April 01, 2012
The Hunger Games, race, and the "default white"
Seeing humanity's worst on teh interwebs is nothing new.
So I guess I wasn't surprised by the small but heinous outcry against Rue's casting in the movie version of The Hunger Games. If you're unaware, start with this Jezebel article.
This has got me thinking (harder than usual) about character descriptions and reader expectations. In a workshop in graduate school Mary Anne Mohanraj once called me out on something called the "default white." See, I had written a story in which none of the characters' ethnicities or skin colors were mentioned except for one person of color. I hadn't even realized I'd done it.
And just in case you were wondering, I am white. (I'm not sure if there's a default for authors with other skin colors).
And yeah, I do--and especially did, as a younger writer--tend to write characters who are like me. Apparently I did not feel the need to define these characters as white, whereas if a character was unwhite I did. Shame on me. Seriously.
But here's the thing. One of the pleasures of reading is imagining one's self in the story. We find characters that we like and that we identify with, and we root for those people. One of the wonderful and frustrating things about writing is that no matter what we write, readers are going to bring their own interpretations to it. This means that if writers want readers to imagine a character a certain way, they have to be very very clear about it.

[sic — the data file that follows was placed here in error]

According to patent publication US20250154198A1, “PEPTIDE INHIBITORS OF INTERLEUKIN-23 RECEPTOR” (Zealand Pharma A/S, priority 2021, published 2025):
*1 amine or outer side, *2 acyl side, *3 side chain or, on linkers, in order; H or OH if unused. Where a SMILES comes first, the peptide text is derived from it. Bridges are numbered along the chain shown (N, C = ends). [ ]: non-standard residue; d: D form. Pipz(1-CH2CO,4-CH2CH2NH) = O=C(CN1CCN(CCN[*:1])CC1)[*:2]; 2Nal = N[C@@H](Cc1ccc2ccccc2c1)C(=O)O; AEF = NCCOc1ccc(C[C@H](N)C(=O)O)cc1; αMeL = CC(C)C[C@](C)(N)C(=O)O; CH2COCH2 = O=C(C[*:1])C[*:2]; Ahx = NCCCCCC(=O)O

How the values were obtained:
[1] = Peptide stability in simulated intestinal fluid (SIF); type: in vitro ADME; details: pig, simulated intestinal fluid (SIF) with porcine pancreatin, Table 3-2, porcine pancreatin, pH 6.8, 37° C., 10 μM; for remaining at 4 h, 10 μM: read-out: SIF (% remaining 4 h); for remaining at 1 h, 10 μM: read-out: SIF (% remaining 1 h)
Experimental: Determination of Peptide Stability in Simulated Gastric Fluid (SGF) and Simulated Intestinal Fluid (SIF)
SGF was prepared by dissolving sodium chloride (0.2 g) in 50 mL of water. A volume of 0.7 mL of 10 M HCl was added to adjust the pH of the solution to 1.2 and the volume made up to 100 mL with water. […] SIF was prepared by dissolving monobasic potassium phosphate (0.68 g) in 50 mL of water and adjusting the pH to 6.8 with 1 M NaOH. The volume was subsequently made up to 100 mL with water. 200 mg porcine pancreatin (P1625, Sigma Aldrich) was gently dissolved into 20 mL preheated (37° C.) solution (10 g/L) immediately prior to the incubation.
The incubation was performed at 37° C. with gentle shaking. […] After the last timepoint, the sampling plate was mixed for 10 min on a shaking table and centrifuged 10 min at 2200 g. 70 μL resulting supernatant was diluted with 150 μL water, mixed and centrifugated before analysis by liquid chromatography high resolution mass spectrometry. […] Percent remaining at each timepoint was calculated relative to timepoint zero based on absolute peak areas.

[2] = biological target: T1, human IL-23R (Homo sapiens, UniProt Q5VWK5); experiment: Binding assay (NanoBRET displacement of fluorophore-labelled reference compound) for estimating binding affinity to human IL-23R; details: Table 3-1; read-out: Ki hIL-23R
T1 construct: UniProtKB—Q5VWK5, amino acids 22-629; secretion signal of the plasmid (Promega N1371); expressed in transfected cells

Suzanne Collins was clear about many of her characters. Rue, for example. For a partial list, see this other Jezebel article. As you can see, some of them are unclear. But on the whole the movie's actors are much paler than the book characters. And that's . . . whatever. I don't want to guess at the filmmakers' motives.
In fact, I don't want to guess at anyone's motives. I am taking this kerfuffle as a cue to look at my own writing and work on clarity of description of all the things that are important. I am looking to my own habits as a reader, and reminding myself to always read closely.
Is race one of those important things? That is a much bigger question than I can handle.
But to white Hunger Games viewers who are upset by seeing dark-skinned characters: STFU. Guess what? Human skin comes in lots of shades, and kids who don't look like you should get to see themselves reflected on screen too.